Darnell Mayberry of The Oklahoman: Kendrick Perkins got to face his former teammates for the first time since the shocking trade that brought him to Oklahoma City from Boston in exchange for Jeff Green, Nenad Krstic and a first-round pick. Thunder players, though, missed seeing Green, who underwent heart surgery last week to repair an aortic aneurysm. Kevin Durant said he recently spoke with Green, who is still in Cleveland where he underwent the procedure, and the former Thunder forward is doing well. “I dedicate the season to him,” Durant said. “Jeff is a positive person. I learned so much from him. No matter what, he stays positive through the toughest times. He's still smiling and laughing and enjoying himself. It's tough to go through what he went through, and I pray for him every single day. But he knows that he's going to get back better and stronger. I can't wait for that day. I know he can't wait.”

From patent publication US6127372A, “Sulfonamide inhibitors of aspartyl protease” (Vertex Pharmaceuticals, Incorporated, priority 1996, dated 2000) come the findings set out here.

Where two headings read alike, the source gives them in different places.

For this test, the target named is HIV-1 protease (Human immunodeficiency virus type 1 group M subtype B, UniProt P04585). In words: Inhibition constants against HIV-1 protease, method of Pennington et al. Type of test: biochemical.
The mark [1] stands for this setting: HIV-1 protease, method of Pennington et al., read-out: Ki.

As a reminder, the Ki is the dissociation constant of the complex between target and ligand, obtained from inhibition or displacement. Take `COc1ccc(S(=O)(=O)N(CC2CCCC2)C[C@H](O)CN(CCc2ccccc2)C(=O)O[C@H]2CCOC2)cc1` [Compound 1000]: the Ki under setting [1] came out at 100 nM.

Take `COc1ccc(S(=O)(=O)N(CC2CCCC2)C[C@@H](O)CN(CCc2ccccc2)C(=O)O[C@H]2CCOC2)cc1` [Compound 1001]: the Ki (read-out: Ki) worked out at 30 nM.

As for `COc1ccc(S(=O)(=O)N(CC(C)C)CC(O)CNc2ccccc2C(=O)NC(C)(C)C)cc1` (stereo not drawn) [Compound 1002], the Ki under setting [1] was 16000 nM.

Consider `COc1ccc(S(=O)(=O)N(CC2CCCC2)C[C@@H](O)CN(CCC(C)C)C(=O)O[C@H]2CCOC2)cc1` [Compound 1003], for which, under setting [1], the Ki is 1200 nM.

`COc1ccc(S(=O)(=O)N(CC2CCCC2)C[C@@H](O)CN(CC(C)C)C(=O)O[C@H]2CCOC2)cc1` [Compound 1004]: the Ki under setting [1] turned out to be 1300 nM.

Mark Murphy of the Boston Herald: Jermaine O’Neal followed up an 0-for-6 performance in Indianapolis on Saturday night with a more representative 12-point, 11-rebound double-double last night. But the Celtics center said he’s tired of talking about offense. Contrary to public perception, O’Neal said, scoring isn’t why he’s here. “There’s a lot of misconception, a lot of debate from people who supposedly analyze the game,” he said after the Celtics’ 97-88 loss to the Thunder. “You have to know what position the team has players in. The fact of the matter is that (coach) Doc (Rivers) has given each of us a role, so all of this debate about what I score — I probably won’t even answer that after this time. For all of you wondering about production with me scoring, that’s not my role. My role is to be a defender, not offensive,” O’Neal said. “For all of those people saying I’m struggling offensively, that’s not my concern. I think I’m in the top 10 in blocks, and I’m probably leading the NBA in charges by a center. I’m starting to get my legs back for my rebounding, and getting my timing and all of that. So if you judge me, judge me on that. Judge me on how I get out and help the guards, and stop the penetration. Scoring has been the M.O. for me, especially in Indiana. But scoring isn’t my thing right now. If I’m not rebounding, not blocking shots, not taking charges and not helping the guards, then we have a conversation to have.”